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Nothing really hard for someone like you or I maybe. But for most the attention to detail required, goes beyond their attention limits. Therefore they will always be considered harder to keep than most species. I remember when I started keeping fish 30 years ago, discus owners actually prided themselves on having very old, aged water with no water changes. How they managed to keep them alive, I don't know. Mind you they were stunted and short lived. Of course we know better these days. I have a 125 gallon with a wild caught oscar and silver dollars that's needs 2-3 50-75% water changes a week to keep the water parameters where they need to be. Just for arguments sake... why would you post something saying discus are easy to keep then post a pic of a specialized bare bottom tank with no decor that you use to make keeping them easier? Why would that be necessary if they are not hard to keep? I never kept discus or any other fish in bare bottom tanks. Defeats the purpose of the whole fish keeping experience for me. I like to give them an "environment". If you've never tried sand such as pool filter sand give it a try. Closest substrate I've been able to find to bare bottom to make waste control easier. Everything sits on top for easy collection.


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I hear what you're saying, but honestly I feel that even the freshest newbie, with proper education and commitment can do so very easily. In reply to your question regarding the specialized BB tank, that's my new arrival QT tank. As all my new additions, QT comes first. It's a very important aspect that often goes overlooked by most folks that are either un- or undereducated, or just don't care. Then we both know what happens after that. A new thread about fish dying off or out of control parameters or even better, "Help my fish are acting funny". One DT has gravel and I'm working on a biotope setup for the 265 after I move. And you're absolutely correct about the PFS being the easiest for keeping the detritus visible.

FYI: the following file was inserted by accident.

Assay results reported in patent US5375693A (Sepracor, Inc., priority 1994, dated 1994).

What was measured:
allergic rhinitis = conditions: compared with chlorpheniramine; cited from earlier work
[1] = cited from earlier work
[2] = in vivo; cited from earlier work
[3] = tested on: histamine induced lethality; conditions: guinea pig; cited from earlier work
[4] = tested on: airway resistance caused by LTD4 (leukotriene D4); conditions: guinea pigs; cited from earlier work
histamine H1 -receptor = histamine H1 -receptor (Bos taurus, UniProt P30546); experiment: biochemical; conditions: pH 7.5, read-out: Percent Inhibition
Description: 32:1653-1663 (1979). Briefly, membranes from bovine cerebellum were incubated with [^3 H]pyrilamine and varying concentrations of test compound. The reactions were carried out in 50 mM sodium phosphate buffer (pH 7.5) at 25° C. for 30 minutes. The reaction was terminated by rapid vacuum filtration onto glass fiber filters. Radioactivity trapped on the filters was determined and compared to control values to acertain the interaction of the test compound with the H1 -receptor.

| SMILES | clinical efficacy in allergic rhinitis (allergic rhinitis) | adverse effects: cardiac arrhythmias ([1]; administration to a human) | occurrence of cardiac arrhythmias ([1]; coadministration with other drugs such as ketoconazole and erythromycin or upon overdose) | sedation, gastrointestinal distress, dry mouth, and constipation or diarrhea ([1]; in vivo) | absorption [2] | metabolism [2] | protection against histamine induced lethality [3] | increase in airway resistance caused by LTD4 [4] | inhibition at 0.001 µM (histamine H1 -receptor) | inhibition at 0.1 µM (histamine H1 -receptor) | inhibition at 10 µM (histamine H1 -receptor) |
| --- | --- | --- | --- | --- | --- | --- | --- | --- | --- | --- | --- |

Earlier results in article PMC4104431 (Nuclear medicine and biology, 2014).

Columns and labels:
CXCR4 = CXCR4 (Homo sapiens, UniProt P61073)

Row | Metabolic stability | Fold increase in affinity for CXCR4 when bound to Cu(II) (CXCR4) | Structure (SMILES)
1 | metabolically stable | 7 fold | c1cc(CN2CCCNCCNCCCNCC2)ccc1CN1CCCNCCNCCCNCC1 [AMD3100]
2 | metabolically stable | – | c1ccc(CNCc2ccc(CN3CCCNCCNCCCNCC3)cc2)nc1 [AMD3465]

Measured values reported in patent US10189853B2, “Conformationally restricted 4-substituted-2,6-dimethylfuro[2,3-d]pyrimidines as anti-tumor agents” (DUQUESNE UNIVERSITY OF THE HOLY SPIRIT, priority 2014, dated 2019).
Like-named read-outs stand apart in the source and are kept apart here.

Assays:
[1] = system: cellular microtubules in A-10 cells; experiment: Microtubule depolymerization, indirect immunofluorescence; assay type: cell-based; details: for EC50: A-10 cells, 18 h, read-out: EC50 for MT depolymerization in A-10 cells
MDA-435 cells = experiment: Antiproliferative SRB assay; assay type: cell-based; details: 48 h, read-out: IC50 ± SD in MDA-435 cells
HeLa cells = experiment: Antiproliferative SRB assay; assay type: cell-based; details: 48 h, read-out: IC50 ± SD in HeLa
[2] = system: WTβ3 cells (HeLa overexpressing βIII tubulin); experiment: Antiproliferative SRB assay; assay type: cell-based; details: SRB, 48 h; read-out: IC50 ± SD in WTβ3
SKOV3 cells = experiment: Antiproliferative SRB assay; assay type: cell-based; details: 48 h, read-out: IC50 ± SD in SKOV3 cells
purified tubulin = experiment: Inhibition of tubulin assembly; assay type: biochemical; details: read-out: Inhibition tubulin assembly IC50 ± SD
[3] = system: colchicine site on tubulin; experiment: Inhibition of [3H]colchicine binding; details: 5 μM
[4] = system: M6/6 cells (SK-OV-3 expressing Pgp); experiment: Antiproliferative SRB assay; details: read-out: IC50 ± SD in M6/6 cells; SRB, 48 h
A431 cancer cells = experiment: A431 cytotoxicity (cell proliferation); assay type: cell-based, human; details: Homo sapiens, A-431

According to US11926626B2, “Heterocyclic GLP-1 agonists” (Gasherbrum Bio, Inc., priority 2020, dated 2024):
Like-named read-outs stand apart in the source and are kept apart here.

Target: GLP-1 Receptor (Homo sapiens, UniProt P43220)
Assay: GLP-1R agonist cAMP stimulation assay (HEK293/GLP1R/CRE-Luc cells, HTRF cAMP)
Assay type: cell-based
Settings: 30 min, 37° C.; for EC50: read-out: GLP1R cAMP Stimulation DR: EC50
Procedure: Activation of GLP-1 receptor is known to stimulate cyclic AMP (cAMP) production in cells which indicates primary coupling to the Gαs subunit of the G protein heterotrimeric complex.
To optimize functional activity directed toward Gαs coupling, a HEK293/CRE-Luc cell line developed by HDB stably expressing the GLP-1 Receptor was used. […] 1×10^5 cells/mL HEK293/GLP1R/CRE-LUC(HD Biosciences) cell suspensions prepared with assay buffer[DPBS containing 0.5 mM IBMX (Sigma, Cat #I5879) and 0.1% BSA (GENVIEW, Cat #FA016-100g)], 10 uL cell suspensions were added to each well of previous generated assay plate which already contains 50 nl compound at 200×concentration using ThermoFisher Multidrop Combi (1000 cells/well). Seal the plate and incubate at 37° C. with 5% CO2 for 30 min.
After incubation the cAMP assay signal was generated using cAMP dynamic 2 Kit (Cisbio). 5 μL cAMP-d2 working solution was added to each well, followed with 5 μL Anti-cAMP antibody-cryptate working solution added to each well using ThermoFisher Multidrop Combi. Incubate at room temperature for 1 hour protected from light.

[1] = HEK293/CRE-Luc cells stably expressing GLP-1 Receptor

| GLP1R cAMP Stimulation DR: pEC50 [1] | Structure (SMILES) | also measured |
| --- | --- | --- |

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Old 04-06-2014, 07:22 PM   #25
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I hear what you're saying, but honestly I feel that even the freshest newbie, with proper education and commitment can do so very easily. In reply to your question regarding the specialized BB tank, that's my new arrival QT tank. As all my new additions, QT comes first. It's a very important aspect that often goes overlooked by most folks that are either un- or undereducated, or just don't care. Then we both know what happens after that. A new thread about fish dying off or out of control parameters or even better, "Help my fish are acting funny". One DT has gravel and I'm working on a biotope setup for the 265 after I move. And you're absolutely correct about the PFS being the easiest for keeping the detritus visible.

Nice. I agree with all this. I had to quarantine my wild oscar and give him a battery of treatments as we know that captive fish can't handle some of the nasties that wild fish can carry and aren't bothered by. Quarantine is often overlooked and paid for later. And good on you for trying to educate properly and doing things right.